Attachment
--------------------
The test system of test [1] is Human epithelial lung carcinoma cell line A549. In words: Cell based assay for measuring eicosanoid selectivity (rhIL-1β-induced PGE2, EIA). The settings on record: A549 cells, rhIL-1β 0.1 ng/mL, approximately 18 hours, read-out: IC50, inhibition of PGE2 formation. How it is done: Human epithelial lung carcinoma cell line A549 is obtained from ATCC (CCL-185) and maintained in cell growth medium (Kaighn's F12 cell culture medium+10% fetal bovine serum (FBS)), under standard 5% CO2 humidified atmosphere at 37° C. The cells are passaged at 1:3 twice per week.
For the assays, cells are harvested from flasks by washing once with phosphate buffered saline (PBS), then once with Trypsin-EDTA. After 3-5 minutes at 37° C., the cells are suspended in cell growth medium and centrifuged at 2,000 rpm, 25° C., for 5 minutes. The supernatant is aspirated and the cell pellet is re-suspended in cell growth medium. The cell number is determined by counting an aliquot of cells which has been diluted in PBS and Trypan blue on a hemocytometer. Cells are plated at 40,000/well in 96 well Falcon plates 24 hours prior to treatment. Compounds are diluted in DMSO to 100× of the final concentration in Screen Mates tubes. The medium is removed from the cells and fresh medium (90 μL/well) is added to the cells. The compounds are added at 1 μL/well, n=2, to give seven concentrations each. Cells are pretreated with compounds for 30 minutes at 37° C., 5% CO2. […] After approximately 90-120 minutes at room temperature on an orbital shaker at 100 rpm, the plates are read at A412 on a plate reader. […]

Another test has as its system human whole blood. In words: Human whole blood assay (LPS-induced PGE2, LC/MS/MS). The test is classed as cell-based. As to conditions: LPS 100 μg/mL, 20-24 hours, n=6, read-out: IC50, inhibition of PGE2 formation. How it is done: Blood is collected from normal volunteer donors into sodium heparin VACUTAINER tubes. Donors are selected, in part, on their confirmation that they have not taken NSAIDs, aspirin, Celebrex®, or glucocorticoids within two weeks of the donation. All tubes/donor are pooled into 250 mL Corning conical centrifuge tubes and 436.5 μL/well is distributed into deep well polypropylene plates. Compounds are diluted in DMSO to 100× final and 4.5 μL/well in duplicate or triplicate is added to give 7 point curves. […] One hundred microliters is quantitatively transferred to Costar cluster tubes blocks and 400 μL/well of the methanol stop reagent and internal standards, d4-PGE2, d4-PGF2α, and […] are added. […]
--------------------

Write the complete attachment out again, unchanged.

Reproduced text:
The test system of test [1] is Human epithelial lung carcinoma cell line A549. In words: Cell based assay for measuring eicosanoid selectivity (rhIL-1β-induced PGE2, EIA). The settings on record: A549 cells, rhIL-1β 0.1 ng/mL, approximately 18 hours, read-out: IC50, inhibition of PGE2 formation. How it is done: Human epithelial lung carcinoma cell line A549 is obtained from ATCC (CCL-185) and maintained in cell growth medium (Kaighn's F12 cell culture medium+10% fetal bovine serum (FBS)), under standard 5% CO2 humidified atmosphere at 37° C. The cells are passaged at 1:3 twice per week.
For the assays, cells are harvested from flasks by washing once with phosphate buffered saline (PBS), then once with Trypsin-EDTA. After 3-5 minutes at 37° C., the cells are suspended in cell growth medium and centrifuged at 2,000 rpm, 25° C., for 5 minutes. The supernatant is aspirated and the cell pellet is re-suspended in cell growth medium. The cell number is determined by counting an aliquot of cells which has been diluted in PBS and Trypan blue on a hemocytometer. Cells are plated at 40,000/well in 96 well Falcon plates 24 hours prior to treatment. Compounds are diluted in DMSO to 100× of the final concentration in Screen Mates tubes. The medium is removed from the cells and fresh medium (90 μL/well) is added to the cells. The compounds are added at 1 μL/well, n=2, to give seven concentrations each. Cells are pretreated with compounds for 30 minutes at 37° C., 5% CO2. […] After approximately 90-120 minutes at room temperature on an orbital shaker at 100 rpm, the plates are read at A412 on a plate reader. […]

Another test has as its system human whole blood. In words: Human whole blood assay (LPS-induced PGE2, LC/MS/MS). The test is classed as cell-based. As to conditions: LPS 100 μg/mL, 20-24 hours, n=6, read-out: IC50, inhibition of PGE2 formation. How it is done: Blood is collected from normal volunteer donors into sodium heparin VACUTAINER tubes. Donors are selected, in part, on their confirmation that they have not taken NSAIDs, aspirin, Celebrex®, or glucocorticoids within two weeks of the donation. All tubes/donor are pooled into 250 mL Corning conical centrifuge tubes and 436.5 μL/well is distributed into deep well polypropylene plates. Compounds are diluted in DMSO to 100× final and 4.5 μL/well in duplicate or triplicate is added to give 7 point curves. […] One hundred microliters is quantitatively transferred to Costar cluster tubes blocks and 400 μL/well of the methanol stop reagent and internal standards, d4-PGE2, d4-PGF2α, and […] are added. […]